lost_in_space

Members
  • Content Count

    56
  • Joined

  • Last visited

Community Reputation

45 Excellent

About lost_in_space

  • Rank
    Rocketry Enthusiast
  1. I don't agree with this statement in the article: "Watching a rocket wobble, break up, and explode is almost as satisfying as watching one safely launch." I never find explosions satisfying. They make me angry I didn't do it right the first time. Ego? Perhaps.
  2. [quote name='cephalo']So I was reading the news and came across this article about hypersonic flight. [URL]http://www.cnn.com/2015/11/24/aviation/spaceliner-mach-25/index.html[/URL] [/QUOTE] Going fast is easy. It's the slowing down that's tough. I notice they didn't touch on that part.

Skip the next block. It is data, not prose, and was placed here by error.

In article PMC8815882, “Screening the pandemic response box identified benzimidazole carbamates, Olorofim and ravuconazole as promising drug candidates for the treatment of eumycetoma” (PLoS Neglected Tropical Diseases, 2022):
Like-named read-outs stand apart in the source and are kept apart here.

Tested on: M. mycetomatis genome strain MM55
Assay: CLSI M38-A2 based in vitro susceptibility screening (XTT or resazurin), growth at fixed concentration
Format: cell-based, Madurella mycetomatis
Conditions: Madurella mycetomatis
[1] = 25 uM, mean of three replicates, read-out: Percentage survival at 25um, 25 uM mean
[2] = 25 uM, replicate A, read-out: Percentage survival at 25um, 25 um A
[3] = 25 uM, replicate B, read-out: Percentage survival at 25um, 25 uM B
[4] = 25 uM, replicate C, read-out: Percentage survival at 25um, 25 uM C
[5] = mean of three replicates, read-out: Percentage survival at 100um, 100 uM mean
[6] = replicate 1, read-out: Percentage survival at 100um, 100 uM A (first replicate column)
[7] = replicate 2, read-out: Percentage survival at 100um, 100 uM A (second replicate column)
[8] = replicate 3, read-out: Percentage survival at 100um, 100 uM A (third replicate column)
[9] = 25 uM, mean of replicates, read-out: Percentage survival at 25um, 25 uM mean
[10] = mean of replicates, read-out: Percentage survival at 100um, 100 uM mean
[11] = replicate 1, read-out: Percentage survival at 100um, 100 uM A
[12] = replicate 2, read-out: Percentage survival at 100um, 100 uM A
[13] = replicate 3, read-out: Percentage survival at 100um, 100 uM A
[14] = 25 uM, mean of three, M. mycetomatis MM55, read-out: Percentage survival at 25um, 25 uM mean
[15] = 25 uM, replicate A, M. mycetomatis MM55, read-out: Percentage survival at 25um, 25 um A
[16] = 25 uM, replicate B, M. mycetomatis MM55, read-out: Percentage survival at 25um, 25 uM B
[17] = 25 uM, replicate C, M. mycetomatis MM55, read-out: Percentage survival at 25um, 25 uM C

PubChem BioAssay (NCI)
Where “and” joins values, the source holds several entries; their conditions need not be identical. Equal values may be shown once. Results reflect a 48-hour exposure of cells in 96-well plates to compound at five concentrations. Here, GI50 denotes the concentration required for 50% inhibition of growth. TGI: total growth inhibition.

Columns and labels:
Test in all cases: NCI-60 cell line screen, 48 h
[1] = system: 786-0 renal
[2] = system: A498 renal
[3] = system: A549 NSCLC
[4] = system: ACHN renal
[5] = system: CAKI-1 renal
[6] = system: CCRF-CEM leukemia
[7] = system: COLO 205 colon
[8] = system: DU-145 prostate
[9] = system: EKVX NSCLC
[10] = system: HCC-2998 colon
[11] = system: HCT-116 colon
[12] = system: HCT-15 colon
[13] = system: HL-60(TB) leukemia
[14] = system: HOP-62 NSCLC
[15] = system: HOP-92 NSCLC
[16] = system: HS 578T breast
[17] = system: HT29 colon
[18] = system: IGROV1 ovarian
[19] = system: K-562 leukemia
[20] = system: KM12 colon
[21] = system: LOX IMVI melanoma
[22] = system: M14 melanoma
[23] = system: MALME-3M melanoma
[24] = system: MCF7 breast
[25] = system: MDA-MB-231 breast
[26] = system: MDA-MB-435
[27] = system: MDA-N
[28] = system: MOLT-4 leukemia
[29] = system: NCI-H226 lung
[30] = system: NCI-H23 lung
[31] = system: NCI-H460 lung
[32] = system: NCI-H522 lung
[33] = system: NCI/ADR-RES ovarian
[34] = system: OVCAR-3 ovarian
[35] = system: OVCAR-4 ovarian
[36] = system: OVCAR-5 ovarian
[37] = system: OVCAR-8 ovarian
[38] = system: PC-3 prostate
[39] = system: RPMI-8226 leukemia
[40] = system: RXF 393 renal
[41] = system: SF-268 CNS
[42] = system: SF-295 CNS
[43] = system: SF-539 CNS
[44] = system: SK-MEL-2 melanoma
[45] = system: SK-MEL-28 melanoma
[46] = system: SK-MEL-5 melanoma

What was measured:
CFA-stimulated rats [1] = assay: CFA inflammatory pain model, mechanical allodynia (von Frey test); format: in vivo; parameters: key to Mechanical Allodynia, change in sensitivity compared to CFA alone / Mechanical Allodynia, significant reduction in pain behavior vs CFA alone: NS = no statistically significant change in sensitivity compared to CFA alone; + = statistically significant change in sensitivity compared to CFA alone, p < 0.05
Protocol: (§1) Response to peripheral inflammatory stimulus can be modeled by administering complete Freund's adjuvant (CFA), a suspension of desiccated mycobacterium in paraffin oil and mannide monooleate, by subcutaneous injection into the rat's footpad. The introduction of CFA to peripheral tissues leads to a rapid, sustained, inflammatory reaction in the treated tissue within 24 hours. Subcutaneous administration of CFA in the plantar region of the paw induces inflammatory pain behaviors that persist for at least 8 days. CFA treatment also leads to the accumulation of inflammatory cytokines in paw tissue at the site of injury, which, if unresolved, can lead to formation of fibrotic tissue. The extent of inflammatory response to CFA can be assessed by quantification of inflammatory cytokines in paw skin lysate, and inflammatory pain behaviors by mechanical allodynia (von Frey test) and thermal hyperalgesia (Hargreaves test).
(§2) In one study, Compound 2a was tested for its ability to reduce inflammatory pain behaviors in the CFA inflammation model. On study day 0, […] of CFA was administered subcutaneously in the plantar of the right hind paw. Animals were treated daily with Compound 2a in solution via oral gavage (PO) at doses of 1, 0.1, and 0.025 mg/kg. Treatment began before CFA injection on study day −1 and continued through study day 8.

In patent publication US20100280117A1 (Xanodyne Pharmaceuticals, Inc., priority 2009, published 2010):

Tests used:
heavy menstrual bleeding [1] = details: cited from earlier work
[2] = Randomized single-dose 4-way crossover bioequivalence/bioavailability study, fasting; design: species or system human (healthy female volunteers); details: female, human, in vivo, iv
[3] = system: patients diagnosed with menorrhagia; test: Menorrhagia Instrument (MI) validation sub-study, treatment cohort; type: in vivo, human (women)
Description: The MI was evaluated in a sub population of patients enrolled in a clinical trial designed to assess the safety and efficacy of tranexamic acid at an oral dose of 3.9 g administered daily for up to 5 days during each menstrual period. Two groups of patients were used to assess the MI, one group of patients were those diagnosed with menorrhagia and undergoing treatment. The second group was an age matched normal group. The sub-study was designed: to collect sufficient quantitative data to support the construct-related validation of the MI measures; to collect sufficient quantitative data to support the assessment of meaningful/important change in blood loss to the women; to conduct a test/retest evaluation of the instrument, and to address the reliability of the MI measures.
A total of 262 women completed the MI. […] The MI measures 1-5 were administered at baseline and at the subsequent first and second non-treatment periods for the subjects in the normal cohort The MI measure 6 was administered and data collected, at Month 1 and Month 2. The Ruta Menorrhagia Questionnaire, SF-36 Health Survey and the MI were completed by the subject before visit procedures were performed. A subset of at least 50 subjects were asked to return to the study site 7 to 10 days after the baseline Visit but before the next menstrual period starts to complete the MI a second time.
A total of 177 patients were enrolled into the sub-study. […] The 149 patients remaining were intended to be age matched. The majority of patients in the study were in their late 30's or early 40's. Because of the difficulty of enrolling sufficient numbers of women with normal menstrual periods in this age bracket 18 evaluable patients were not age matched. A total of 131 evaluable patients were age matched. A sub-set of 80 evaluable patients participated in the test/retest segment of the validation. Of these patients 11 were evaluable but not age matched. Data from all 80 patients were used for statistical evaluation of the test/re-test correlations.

3. I never overshoot, except on purpose. You should be able to control this. Here is what I do: 1. Take off from KSP, angling east to get into a prograde kerbin orbin, lining up as close to the equator as possible. 2. Make a maneuver node so that you reach the mun's orbit, making sure the Mun Encounter occurs before crossing the Mun's orbital path. If you cross that line, you will get into a retrograde Munar orbit. To setup this maneuver node, fiddle with the icon by grabbing the white circle and pulling it around your current kerbin orbit path. Did you know you could do this? By adjusting the white circle and playing with prograde/retrograde, you should be able to setup a decent Mun encounter. It doesn't matter if the encounter occurs in front of, or behind, the Mun, as long as you don't cross the Mun's orbital line. 3. Fast forward to the mun encounter. 4. When you get your Munar vector line, setup a maneuver point to orbit the Mun by retrograding (slowing down). I set this point up in the middle of the line, at the Ap point. After executing this, you should have a decent prograde orbit around the Mun. 5. Retrograde accordingly to get down to 100K orbit. 6. Setup a maneuver node, retrograding to the spot desired on the Mun. I try to pick a spot clear of craters. I don't come straight down, but at a bit of an angle. The more angle you use, the more inaccurate your landing spot will be. 7. Hit the maneuver node and come down. With the weight of my ship, I fire my engines at 25K to slow down. I am pointing directly retrograde. 8. Nearing the surface, 3 of my fuel tanks inevitably run out, and I have to jettison them. This causes my ship to move a bit in another direction, so i have to use RCS to stabilize. I also have to take SAS off of retrograde and put it on stability assist, otherwise I'll be pointed at a bad angle. 9. Land. Sounds simple, but often isn't. Use RCS to stop moving laterally. Avoid craters. I use radiators, besides landing struts, for additional stabilization in case I land on an angled surface. This is what I do when I want to land on the Mun and do research, plant a flag, etc. I would not do this if trying to rescue someone. In my experience, it's too frustrating to try to hit that exact point on the mun without wasting a ton of fuel, inevitably not having enough to get back. Therefore, I use what I call a "space buggy". It is a ship that can also fly like a plane. It is a normal looking rocket with capsule/180 fuel tank/360 fuel tank/terrier engine. It has 6 LY-01 landing gears on the "underside" so it can take off and land like a plane. It also has 4 vernor engines on the underside that ease landing, along with the usual 2 sets of RCS on the 4 axis (top/bottom). I have a fuel depot orbiting the Mun. The space buggy is docked to the depot. Whenever I need to rescue someone on the surface, or perform temp/pressure scans on the surface, I send the buggy out. I can see the markers and a target far more easily with this ship than I could with a normal "upright" ship. I perform the tasks, and have enough fuel to make orbit again and rendezvous with the depot. After achieving Munar orbit, it is surprisingly easy to use only RCS to link back up with the depot. I had a crash on the Mun, stranding a kerbal, and spent two week trying to design the right ship to get him. I eventually used my original design, detailed above. I left the kerbal at the depot, in case I need to perform EVAs for future Munar missions. Conclusion: I believe you can perform your rescue with one ship, but it's going to be very frustrating. And the further they are from the equator, the worse it will be. Good luck!